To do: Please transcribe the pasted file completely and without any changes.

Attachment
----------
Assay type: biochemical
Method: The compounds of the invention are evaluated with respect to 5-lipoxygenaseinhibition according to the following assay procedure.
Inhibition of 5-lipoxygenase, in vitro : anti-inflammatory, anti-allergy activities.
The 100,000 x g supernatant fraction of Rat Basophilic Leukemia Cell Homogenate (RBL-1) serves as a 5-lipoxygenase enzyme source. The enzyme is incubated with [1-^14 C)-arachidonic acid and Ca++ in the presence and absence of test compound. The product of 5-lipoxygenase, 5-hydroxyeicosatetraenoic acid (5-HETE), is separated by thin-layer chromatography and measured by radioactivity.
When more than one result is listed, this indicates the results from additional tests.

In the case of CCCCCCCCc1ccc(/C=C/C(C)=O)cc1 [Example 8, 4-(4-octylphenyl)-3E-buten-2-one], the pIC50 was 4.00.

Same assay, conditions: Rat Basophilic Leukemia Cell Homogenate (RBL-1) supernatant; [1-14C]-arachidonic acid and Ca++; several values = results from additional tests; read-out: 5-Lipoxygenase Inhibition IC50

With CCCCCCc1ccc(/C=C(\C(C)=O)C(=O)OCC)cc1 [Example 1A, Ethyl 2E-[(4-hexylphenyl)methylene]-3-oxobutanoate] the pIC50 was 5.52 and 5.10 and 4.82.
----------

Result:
Assay type: biochemical
Method: The compounds of the invention are evaluated with respect to 5-lipoxygenaseinhibition according to the following assay procedure.
Inhibition of 5-lipoxygenase, in vitro : anti-inflammatory, anti-allergy activities.
The 100,000 x g supernatant fraction of Rat Basophilic Leukemia Cell Homogenate (RBL-1) serves as a 5-lipoxygenase enzyme source. The enzyme is incubated with [1-^14 C)-arachidonic acid and Ca++ in the presence and absence of test compound. The product of 5-lipoxygenase, 5-hydroxyeicosatetraenoic acid (5-HETE), is separated by thin-layer chromatography and measured by radioactivity.
When more than one result is listed, this indicates the results from additional tests.

In the case of CCCCCCCCc1ccc(/C=C/C(C)=O)cc1 [Example 8, 4-(4-octylphenyl)-3E-buten-2-one], the pIC50 was 4.00.

Same assay, conditions: Rat Basophilic Leukemia Cell Homogenate (RBL-1) supernatant; [1-14C]-arachidonic acid and Ca++; several values = results from additional tests; read-out: 5-Lipoxygenase Inhibition IC50

With CCCCCCc1ccc(/C=C(\C(C)=O)C(=O)OCC)cc1 [Example 1A, Ethyl 2E-[(4-hexylphenyl)methylene]-3-oxobutanoate] the pIC50 was 5.52 and 5.10 and 4.82.